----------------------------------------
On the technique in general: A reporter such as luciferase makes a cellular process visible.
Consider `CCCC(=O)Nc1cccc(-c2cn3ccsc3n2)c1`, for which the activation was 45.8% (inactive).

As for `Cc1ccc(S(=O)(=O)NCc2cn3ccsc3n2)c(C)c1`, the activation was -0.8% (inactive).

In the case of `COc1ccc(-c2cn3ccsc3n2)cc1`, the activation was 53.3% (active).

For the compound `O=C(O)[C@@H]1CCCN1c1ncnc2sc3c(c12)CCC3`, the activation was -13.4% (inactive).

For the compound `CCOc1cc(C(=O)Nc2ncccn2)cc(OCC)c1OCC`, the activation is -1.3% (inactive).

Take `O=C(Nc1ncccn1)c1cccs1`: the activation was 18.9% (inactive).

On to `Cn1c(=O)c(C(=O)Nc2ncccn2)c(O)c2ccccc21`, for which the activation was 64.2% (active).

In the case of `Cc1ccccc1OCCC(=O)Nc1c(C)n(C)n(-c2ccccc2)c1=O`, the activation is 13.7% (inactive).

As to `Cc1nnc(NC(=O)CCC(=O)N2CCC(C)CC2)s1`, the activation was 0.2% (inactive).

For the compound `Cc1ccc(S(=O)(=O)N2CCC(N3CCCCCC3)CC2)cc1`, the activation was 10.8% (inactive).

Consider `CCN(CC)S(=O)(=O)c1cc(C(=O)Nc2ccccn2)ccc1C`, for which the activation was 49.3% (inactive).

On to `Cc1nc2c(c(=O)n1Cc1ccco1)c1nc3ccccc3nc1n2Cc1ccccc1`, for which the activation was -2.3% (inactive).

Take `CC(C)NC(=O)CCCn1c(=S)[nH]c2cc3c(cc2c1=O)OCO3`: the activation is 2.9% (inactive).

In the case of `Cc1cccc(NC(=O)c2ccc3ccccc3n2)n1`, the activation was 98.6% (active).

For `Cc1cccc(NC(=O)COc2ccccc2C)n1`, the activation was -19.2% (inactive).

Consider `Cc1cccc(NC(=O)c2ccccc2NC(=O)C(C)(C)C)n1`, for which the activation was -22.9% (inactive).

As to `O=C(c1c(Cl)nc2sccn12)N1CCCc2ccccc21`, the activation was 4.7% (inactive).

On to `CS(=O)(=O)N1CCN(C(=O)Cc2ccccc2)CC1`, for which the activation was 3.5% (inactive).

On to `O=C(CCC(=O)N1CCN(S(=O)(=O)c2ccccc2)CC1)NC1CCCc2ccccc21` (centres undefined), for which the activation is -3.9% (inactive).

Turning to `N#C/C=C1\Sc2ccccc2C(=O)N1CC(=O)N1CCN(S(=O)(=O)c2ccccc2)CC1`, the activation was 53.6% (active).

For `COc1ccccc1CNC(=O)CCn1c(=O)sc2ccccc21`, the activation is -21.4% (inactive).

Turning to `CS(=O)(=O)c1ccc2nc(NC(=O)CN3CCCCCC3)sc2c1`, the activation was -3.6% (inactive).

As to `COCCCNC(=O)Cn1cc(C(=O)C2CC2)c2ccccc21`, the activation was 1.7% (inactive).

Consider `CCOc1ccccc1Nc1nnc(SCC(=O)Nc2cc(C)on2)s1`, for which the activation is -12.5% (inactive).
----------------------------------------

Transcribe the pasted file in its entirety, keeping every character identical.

On the technique in general: A reporter such as luciferase makes a cellular process visible.
Consider `CCCC(=O)Nc1cccc(-c2cn3ccsc3n2)c1`, for which the activation was 45.8% (inactive).

As for `Cc1ccc(S(=O)(=O)NCc2cn3ccsc3n2)c(C)c1`, the activation was -0.8% (inactive).

In the case of `COc1ccc(-c2cn3ccsc3n2)cc1`, the activation was 53.3% (active).

For the compound `O=C(O)[C@@H]1CCCN1c1ncnc2sc3c(c12)CCC3`, the activation was -13.4% (inactive).

For the compound `CCOc1cc(C(=O)Nc2ncccn2)cc(OCC)c1OCC`, the activation is -1.3% (inactive).

Take `O=C(Nc1ncccn1)c1cccs1`: the activation was 18.9% (inactive).

On to `Cn1c(=O)c(C(=O)Nc2ncccn2)c(O)c2ccccc21`, for which the activation was 64.2% (active).

In the case of `Cc1ccccc1OCCC(=O)Nc1c(C)n(C)n(-c2ccccc2)c1=O`, the activation is 13.7% (inactive).

As to `Cc1nnc(NC(=O)CCC(=O)N2CCC(C)CC2)s1`, the activation was 0.2% (inactive).

For the compound `Cc1ccc(S(=O)(=O)N2CCC(N3CCCCCC3)CC2)cc1`, the activation was 10.8% (inactive).

Consider `CCN(CC)S(=O)(=O)c1cc(C(=O)Nc2ccccn2)ccc1C`, for which the activation was 49.3% (inactive).

On to `Cc1nc2c(c(=O)n1Cc1ccco1)c1nc3ccccc3nc1n2Cc1ccccc1`, for which the activation was -2.3% (inactive).

Take `CC(C)NC(=O)CCCn1c(=S)[nH]c2cc3c(cc2c1=O)OCO3`: the activation is 2.9% (inactive).

In the case of `Cc1cccc(NC(=O)c2ccc3ccccc3n2)n1`, the activation was 98.6% (active).

For `Cc1cccc(NC(=O)COc2ccccc2C)n1`, the activation was -19.2% (inactive).

Consider `Cc1cccc(NC(=O)c2ccccc2NC(=O)C(C)(C)C)n1`, for which the activation was -22.9% (inactive).

As to `O=C(c1c(Cl)nc2sccn12)N1CCCc2ccccc21`, the activation was 4.7% (inactive).

On to `CS(=O)(=O)N1CCN(C(=O)Cc2ccccc2)CC1`, for which the activation was 3.5% (inactive).

On to `O=C(CCC(=O)N1CCN(S(=O)(=O)c2ccccc2)CC1)NC1CCCc2ccccc21` (centres undefined), for which the activation is -3.9% (inactive).

Turning to `N#C/C=C1\Sc2ccccc2C(=O)N1CC(=O)N1CCN(S(=O)(=O)c2ccccc2)CC1`, the activation was 53.6% (active).

For `COc1ccccc1CNC(=O)CCn1c(=O)sc2ccccc21`, the activation is -21.4% (inactive).

Turning to `CS(=O)(=O)c1ccc2nc(NC(=O)CN3CCCCCC3)sc2c1`, the activation was -3.6% (inactive).

As to `COCCCNC(=O)Cn1cc(C(=O)C2CC2)c2ccccc21`, the activation was 1.7% (inactive).

Consider `CCOc1ccccc1Nc1nnc(SCC(=O)Nc2cc(C)on2)s1`, for which the activation is -12.5% (inactive).